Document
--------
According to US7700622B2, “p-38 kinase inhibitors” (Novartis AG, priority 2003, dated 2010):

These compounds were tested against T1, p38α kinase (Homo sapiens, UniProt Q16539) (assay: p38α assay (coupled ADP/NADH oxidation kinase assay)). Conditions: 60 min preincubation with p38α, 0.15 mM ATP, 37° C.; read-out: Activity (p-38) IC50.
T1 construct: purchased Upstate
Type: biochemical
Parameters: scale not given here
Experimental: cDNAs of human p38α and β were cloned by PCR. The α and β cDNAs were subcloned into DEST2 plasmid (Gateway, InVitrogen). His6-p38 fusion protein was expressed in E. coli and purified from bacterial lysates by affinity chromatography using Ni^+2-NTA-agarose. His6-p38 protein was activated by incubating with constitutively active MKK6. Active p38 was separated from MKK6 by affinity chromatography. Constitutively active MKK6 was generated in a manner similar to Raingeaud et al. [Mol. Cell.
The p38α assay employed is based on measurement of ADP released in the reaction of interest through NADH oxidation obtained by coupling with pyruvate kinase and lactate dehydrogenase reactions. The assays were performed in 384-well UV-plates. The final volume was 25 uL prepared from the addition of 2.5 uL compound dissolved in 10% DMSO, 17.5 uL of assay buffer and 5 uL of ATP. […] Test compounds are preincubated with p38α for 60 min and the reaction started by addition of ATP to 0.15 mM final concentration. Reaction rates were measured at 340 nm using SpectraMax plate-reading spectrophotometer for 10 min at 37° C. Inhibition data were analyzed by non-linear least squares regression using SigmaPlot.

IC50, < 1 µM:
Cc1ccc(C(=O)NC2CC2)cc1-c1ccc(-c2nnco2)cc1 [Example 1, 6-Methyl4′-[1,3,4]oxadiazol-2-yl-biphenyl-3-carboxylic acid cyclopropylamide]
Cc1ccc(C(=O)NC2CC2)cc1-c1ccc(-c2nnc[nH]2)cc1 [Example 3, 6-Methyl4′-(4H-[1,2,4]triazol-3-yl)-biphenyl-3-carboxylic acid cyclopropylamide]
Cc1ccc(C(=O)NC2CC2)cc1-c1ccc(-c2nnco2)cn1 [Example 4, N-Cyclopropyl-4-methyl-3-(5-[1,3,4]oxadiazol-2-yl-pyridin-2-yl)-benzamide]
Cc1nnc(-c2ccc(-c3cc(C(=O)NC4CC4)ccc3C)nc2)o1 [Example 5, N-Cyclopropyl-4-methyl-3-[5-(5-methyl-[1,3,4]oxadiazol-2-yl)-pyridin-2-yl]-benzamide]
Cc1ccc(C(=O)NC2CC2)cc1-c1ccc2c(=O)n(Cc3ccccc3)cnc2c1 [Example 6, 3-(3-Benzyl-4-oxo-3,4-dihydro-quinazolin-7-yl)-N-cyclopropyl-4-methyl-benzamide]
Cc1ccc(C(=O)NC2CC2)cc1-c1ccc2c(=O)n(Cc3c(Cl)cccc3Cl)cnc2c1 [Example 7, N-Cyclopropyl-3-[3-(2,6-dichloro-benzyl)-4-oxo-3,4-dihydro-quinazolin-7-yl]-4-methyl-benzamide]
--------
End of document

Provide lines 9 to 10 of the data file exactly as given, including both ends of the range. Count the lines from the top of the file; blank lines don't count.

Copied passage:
Cc1ccc(C(=O)NC2CC2)cc1-c1ccc(-c2nnco2)cc1 [Example 1, 6-Methyl4′-[1,3,4]oxadiazol-2-yl-biphenyl-3-carboxylic acid cyclopropylamide]
Cc1ccc(C(=O)NC2CC2)cc1-c1ccc(-c2nnc[nH]2)cc1 [Example 3, 6-Methyl4′-(4H-[1,2,4]triazol-3-yl)-biphenyl-3-carboxylic acid cyclopropylamide]